Eric Packer (Robert Pattinson) is young and rich and drives through New York in his limousine trying to get a haircut. But since the president is visiting the city, traffic is pretty clogged up and this takes a lot longer than anticipated. Eric starts taking several meetings in his car but bit by bit his life is crumbling apart, as Eric purposefully loses money and sabotages himself.
Holy fucking shit, this movie is extremely bad. I thought that Cronenberg would outweigh Pattinson’s total lack of charisma, but unfortunately the script is a single excercise in what-the-fuckery that depends on said non-existant charisma and so the entire film is set up to fail.
Georges (Robert Pattinson) just returned to France after serving as a soldier in Algeria. Pretty much penniless, he tries to get by on his looks when he runs into an old colleague, Forestier (Philip Glenister). Forestier invites Georges into his home, introduces him to his wife Madeleine (Uma Thurman) and several other influential people. Soon Georges’s luck is looking up, as he sleeps his way up the ladder: he starts an affair with Clotilde (Christina Ricci) and works at the newspaper La Vie Française run by Rousset (Colm Meaney), though his articles are written by Madeleine.
I was pretty certain that I would not like the character Bel Ami, but that (female) cast just drew me in, despite myself. Unfortunately not even their awesome put together is enough to balance the combination of Robert Pattinson in that role.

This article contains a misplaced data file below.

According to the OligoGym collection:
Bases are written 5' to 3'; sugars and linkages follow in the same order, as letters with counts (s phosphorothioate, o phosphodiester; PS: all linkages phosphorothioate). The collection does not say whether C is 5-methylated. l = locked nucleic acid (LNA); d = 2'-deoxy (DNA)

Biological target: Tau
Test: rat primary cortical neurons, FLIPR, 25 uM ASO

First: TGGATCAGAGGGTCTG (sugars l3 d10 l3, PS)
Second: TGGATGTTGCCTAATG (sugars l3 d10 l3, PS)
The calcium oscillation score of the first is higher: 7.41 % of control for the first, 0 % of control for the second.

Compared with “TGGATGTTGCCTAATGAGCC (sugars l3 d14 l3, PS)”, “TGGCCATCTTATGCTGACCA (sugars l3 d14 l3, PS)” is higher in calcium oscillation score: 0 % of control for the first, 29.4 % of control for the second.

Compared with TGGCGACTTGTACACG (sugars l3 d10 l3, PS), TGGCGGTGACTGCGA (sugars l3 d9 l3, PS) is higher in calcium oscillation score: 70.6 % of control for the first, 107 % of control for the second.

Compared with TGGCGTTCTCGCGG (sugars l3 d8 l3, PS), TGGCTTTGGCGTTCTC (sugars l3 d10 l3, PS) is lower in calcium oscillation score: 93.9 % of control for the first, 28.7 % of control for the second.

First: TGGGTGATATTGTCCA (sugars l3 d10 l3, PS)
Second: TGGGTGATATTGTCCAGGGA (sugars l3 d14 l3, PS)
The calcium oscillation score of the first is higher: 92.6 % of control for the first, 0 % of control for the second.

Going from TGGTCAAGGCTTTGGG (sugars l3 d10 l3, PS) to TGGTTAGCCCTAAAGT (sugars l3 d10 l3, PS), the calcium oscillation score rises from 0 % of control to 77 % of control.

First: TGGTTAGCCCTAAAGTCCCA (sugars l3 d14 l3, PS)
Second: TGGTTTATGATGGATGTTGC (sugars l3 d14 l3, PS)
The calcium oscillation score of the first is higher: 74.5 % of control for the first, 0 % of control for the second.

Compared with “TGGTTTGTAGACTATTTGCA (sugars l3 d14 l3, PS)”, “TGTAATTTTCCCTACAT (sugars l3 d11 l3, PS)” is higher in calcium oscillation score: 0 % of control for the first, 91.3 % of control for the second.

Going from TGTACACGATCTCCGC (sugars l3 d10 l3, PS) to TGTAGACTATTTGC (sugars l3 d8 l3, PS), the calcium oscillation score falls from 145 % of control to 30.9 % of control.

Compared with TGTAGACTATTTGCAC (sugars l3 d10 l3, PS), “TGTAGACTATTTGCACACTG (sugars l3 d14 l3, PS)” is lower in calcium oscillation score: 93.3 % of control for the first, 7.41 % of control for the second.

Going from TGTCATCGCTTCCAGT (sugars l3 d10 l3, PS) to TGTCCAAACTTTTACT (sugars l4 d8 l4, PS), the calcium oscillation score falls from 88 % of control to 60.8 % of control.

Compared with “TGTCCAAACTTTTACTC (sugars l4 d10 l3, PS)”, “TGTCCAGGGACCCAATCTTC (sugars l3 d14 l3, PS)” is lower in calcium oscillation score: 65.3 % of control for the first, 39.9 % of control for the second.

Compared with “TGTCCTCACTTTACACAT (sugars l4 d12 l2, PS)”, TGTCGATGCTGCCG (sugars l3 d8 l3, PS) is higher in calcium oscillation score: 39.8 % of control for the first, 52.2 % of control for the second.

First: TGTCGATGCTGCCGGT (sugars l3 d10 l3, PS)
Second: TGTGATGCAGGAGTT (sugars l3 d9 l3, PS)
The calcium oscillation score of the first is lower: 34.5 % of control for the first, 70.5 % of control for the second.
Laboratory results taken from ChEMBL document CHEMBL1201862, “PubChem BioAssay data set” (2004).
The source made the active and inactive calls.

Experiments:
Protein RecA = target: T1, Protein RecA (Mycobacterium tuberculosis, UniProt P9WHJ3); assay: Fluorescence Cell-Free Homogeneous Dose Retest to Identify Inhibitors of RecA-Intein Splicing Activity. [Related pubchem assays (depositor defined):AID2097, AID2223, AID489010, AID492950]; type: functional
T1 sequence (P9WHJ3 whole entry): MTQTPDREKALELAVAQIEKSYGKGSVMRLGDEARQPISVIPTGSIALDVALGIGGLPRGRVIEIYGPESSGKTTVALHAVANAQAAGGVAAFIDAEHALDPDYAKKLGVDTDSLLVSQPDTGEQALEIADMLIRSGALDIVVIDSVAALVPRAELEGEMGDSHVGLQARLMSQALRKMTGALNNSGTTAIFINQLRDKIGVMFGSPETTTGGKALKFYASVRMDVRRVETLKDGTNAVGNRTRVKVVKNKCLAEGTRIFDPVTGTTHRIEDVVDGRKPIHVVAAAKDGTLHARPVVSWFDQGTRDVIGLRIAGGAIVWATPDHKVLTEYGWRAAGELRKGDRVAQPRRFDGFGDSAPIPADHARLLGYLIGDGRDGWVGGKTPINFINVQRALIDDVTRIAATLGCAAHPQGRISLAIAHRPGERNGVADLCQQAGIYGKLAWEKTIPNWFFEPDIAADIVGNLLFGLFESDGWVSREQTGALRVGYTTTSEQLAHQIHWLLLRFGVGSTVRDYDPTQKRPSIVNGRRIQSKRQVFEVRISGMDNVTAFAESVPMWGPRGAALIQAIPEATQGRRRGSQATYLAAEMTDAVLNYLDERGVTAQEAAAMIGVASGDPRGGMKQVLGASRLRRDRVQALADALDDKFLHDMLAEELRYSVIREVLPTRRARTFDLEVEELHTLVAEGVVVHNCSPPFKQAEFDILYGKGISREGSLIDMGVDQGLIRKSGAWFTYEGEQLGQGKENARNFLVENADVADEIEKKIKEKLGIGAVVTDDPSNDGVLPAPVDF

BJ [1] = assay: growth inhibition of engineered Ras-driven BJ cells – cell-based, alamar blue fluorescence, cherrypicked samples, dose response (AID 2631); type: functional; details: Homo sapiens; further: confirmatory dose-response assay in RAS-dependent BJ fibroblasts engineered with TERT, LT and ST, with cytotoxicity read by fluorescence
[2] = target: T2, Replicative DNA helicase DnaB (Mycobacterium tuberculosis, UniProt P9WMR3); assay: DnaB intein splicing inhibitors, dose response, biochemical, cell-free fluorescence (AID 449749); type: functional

Bella (Kristen Stewart) and Edward (Robert Pattinson) are finally getting married and Jacob (Taylor Lautner) even stops sulking long enough to talk to Bella for five minutes, before Edward whisks her off to their own private honeymoon island. Within a few days, Bella realizes that she is pregnant. Since Edward is a vampire that should be impossible. And that’s only the beginning of the trouble.
Breaking Dawn was pretty much what you’d expect it would be – only that I undererstimated the amount of alcohol I would need to get through it and then we hit the birth and I wasn’t drunk yet and then we hit the imprinting and I had to beg aber_karramba for some of hers because I was all out. [See also.]